(#6)(#7)(#7)(#7)(#7)(#10) – 22 points

Wild horses!
– Tina Engelfried

I think my first animal stories were likely TV: Lassie and Flipper and Gentle Ben. But this may have been my intro to animal stories in book form. This is probably responsible for single handedly turning generations of girls into horse lovers.
– Joan L. Raphael, Youth Collections Librarian, San Diego Public Library

[Note: The first of many horse books to be casualties of the list.  Not enough horse lovers out there, I guess.]



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Hoot by Carl Hiaasen
(#6) – 5 points

[Note: Considering how popular a Newbery Honor it was, what are we to make of the fact that almost no one thought to include it on their list?]



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Bunnicula by James Howe
(#3)(#3)(#7)(#7)(#9) – 26 points

[Note: I was really hoping this one would make the Top 100 list as it is a personal favorite of mine.  As you can see, though, nobody ever made it their number one.  The points and the votes just weren't quite there.]



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Diary of a Wimpy Kid by Jeff Kinney

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(#2)(#3)(#6)(#7) – 26 points

[Note: I find this just as baffling as you do.  All that I can assume is that teachers told their kids not to include this book since it could be considered a graphic novel and not a chapter book.  That might also explain why, in the end, Dog Days (Wimpy Kid #4) got more votes (five in total).



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Fairest by Gail Carson Levine
(#6) – 5 points




The Magic Pudding
by Norman Lindsay
(#4)(#10) – 8 points


This is a new favorite for me, discovered only a few years ago. Presumably most Australian children know this delightful food-focused classic. – Jennifer Wharton, Youth Services Librarian, Matheson Memorial Library

I may be alone here, but that book rocks. - Matthew Wigdahl


[Note: I believe that this is one of author Philip Pullman's favorite books.  A pity he didn't take the poll.]




Anastasia Krupnik
by Lois Lowry
(#2)(#3)(#3)(#6)(#8)(#10)(#10) – 35 points

I can not tell you how often I wished Anastasia was my real-life friend, that my mom illustrated books, or that my best friend had a pair of jeans that were so filthy they stood on their own in the closet.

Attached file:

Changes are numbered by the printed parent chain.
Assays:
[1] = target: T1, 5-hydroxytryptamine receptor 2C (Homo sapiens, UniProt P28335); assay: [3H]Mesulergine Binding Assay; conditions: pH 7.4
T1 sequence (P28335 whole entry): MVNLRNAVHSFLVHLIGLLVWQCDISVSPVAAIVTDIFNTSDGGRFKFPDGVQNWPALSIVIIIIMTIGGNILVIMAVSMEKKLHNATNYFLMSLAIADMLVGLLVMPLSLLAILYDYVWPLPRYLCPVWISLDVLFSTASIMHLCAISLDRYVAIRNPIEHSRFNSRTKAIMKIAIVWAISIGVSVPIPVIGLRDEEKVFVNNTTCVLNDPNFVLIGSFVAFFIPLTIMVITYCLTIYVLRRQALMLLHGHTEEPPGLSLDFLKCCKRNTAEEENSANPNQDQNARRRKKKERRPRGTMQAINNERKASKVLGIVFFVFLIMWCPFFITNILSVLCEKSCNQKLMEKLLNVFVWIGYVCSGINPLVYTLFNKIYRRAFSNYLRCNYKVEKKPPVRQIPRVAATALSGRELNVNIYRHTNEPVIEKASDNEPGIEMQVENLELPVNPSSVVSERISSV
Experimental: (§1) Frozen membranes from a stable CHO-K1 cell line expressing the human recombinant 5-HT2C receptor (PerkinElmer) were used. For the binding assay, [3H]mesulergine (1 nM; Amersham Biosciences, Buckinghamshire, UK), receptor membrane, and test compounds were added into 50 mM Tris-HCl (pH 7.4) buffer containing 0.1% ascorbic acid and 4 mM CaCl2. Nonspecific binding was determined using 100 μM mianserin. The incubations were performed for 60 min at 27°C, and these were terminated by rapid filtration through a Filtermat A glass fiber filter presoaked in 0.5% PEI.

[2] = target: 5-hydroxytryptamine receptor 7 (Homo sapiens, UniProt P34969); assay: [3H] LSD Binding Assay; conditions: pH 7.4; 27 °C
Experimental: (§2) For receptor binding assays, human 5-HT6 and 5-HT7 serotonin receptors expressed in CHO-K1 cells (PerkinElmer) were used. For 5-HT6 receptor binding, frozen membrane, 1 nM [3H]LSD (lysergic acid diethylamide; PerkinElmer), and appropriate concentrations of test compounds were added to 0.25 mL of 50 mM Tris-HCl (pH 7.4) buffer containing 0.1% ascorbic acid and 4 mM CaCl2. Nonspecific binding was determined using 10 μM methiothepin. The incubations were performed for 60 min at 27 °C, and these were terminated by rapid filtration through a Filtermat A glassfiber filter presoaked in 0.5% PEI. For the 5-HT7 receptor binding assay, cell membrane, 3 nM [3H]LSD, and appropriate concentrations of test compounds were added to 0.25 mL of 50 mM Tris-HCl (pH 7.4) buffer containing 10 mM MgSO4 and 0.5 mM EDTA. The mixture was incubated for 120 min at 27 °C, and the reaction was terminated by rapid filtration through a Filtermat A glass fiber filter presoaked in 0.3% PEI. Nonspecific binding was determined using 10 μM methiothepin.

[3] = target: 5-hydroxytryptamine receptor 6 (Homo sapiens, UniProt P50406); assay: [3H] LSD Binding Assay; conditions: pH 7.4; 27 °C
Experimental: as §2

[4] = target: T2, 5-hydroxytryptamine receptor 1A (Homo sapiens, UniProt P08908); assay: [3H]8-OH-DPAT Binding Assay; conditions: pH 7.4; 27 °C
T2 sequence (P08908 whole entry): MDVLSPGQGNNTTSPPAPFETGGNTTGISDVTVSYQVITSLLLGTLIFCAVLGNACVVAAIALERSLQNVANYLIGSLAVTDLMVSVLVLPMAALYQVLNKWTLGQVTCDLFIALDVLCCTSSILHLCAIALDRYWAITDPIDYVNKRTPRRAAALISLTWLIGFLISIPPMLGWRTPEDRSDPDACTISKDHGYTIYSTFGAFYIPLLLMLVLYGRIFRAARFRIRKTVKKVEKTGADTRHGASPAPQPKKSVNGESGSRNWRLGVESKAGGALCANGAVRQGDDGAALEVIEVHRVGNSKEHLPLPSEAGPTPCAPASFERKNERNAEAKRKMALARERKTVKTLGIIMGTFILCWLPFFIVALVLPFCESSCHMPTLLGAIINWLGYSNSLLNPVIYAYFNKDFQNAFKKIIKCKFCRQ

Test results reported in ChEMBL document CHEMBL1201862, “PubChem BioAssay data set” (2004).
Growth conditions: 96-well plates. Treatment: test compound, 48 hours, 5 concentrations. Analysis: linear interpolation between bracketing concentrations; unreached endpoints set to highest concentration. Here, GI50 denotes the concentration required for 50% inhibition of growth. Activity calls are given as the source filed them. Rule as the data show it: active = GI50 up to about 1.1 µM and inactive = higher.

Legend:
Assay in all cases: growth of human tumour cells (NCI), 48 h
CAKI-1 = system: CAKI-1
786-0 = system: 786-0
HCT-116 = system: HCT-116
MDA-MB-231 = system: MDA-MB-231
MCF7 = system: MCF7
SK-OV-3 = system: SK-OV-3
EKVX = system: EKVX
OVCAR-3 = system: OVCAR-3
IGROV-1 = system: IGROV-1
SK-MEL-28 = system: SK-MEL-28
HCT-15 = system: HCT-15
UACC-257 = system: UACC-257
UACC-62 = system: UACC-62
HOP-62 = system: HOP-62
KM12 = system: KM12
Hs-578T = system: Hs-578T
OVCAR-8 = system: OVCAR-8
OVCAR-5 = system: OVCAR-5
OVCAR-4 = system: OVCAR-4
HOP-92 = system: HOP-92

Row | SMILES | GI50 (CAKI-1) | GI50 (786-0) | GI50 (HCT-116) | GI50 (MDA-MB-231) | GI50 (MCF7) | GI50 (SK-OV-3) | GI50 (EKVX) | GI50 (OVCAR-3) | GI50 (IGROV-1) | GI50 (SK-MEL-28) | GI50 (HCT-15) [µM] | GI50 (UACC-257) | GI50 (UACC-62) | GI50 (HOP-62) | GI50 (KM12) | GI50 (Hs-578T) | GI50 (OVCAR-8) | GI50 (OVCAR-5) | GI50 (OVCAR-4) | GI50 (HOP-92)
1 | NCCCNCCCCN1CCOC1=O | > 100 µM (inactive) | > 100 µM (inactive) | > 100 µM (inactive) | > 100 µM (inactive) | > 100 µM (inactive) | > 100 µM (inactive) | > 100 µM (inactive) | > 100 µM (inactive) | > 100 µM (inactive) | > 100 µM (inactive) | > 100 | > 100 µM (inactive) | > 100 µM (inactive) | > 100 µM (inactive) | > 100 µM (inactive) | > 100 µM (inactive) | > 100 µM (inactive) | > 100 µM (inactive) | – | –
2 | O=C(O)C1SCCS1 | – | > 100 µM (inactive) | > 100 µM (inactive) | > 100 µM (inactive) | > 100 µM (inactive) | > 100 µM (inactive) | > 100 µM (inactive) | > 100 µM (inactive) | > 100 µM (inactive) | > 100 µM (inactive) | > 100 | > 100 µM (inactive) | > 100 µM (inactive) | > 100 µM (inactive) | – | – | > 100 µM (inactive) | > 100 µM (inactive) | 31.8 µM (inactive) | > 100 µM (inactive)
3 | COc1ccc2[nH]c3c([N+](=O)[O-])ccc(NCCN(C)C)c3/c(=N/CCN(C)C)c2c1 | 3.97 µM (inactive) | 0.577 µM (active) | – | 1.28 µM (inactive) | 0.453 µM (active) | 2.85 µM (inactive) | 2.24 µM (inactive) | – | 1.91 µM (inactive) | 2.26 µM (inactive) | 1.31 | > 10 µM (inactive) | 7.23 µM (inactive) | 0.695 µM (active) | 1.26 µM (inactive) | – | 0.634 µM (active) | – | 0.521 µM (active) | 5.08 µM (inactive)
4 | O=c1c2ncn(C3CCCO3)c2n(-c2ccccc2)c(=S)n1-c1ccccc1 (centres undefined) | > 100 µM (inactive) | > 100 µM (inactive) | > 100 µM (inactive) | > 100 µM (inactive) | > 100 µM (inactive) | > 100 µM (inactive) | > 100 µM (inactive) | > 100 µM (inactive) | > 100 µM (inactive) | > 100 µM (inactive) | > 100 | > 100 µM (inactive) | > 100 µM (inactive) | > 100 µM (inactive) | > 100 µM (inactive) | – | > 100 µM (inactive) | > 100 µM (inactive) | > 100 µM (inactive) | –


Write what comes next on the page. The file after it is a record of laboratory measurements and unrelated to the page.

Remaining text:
Jenn Bertman

This was the book that introduced me to Anastasia, a smart girl who was quirky and not like every other girl out there. While Lowry’s other books are great, this was a book that I loved re-reading (and then made my own notebook a la Anastasia!)
– Erin Hibshman, Librarian, Rheems and Fairview Elementary, Elizabethtown Area School District

I loved Anastasia because she was a normal girl with normal problems (glasses, acne, cool-but-embarrassing parents, annoying little brothers, etc). She was also smart and funny, and I envied her hiking boots with red laces (and later her tower bedroom).
- Jennifer Sauls



Mrs. Piggle Wiggle
by Betty MacDonald

(#1)(#3)(#6)(#7)(#9)(#10)(#10)(#10) – 32 points

Betty MacDonald’s Mrs. Piggle-Wiggle books, all of them.  (I remember the first two BEFORE the Hilary Knight illustrations).  I actually was asked to leave the school library once in 4th grade because I was laughing so hard.  (As I was usually an almost disgustingly well-behaved kid, this was unusual…)  I reread them a few years ago and still giggle.  The best ones are the ones that rely on natural processes for the "cure", such as the Fighter-Quarrelers Cure and the Selfishness Cure, not the ones with magic powders and stuff.  They get the ideas across without laying on the morality with a trowel. – Freda Bluestone Birnbaum


[Note: It broke my heart to remove this from the Top 100.  I still don't think I've recovered.]



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Shiloh by Phyllis Reynolds Naylor
(#4)(#5)(#5)(#7)(#8)(#10)(#10) – 28 points

A contemporary OLD YELLER for dog/animal lovers with a warm-hearted protaganist in Marty. Good parental character as well. -  Donna Carey, Chattanooga, TN

One of my Newbery favorites.  It can be rough reading (emotionally) at times, but I think it’s remarkable.  The sequels are fine, but this one is the best.  - Jennifer Schultz, Fauquier County Public Library, Warrenton